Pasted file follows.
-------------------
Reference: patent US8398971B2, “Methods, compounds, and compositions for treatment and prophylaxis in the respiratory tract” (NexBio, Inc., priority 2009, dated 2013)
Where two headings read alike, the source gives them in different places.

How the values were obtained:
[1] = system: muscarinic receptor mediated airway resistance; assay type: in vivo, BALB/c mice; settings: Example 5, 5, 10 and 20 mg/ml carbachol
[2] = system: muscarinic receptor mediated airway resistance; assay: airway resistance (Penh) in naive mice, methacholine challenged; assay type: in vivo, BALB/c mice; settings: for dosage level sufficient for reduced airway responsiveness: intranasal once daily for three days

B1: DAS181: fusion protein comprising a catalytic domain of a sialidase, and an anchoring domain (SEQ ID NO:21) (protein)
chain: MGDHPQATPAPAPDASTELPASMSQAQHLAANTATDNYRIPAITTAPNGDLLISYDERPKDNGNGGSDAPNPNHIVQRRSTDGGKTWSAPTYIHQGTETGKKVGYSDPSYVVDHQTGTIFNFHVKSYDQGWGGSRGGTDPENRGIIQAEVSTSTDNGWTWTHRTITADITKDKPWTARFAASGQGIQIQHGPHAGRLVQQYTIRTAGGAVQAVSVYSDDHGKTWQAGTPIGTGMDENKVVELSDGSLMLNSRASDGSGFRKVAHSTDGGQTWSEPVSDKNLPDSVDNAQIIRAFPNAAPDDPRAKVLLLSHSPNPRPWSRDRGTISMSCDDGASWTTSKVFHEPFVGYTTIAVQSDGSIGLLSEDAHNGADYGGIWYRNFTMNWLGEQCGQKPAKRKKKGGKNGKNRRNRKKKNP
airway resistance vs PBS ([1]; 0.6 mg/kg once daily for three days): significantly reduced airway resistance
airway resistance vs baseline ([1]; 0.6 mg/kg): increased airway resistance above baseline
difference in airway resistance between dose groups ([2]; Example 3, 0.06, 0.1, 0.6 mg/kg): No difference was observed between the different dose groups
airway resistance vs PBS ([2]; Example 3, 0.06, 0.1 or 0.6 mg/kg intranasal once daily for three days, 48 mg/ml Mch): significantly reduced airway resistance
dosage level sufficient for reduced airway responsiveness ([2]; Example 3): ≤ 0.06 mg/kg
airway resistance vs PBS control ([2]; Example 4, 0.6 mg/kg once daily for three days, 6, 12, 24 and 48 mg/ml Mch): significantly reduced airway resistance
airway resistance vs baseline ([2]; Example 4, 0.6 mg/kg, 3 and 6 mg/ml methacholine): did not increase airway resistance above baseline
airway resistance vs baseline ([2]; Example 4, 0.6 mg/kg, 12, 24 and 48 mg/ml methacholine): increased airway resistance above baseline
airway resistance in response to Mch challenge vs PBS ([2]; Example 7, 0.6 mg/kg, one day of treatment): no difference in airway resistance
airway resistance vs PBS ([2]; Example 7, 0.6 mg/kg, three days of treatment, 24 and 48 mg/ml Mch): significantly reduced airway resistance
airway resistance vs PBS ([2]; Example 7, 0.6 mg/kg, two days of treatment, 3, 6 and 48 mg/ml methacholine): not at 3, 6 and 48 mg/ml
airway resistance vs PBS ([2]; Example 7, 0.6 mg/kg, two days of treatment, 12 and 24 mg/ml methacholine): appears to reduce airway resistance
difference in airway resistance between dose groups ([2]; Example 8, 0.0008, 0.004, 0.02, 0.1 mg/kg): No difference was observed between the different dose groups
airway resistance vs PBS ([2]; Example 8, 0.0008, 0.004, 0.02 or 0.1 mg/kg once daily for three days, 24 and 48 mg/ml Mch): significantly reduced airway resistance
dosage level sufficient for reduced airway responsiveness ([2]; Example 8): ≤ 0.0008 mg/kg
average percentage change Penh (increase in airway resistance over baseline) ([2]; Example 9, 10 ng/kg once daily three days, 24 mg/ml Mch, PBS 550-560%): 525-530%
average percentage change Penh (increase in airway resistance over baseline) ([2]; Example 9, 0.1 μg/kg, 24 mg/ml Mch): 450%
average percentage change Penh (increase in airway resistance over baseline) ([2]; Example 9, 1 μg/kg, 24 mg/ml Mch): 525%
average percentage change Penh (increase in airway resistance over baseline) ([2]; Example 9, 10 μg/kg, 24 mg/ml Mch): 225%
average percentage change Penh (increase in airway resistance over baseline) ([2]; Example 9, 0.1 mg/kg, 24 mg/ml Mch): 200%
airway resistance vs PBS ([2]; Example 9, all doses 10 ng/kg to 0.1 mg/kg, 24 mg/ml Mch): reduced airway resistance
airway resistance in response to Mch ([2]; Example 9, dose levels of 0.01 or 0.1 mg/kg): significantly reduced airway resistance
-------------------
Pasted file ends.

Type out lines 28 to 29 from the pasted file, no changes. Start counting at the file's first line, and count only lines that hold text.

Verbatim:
airway resistance vs PBS ([2]; Example 9, all doses 10 ng/kg to 0.1 mg/kg, 24 mg/ml Mch): reduced airway resistance
airway resistance in response to Mch ([2]; Example 9, dose levels of 0.01 or 0.1 mg/kg): significantly reduced airway resistance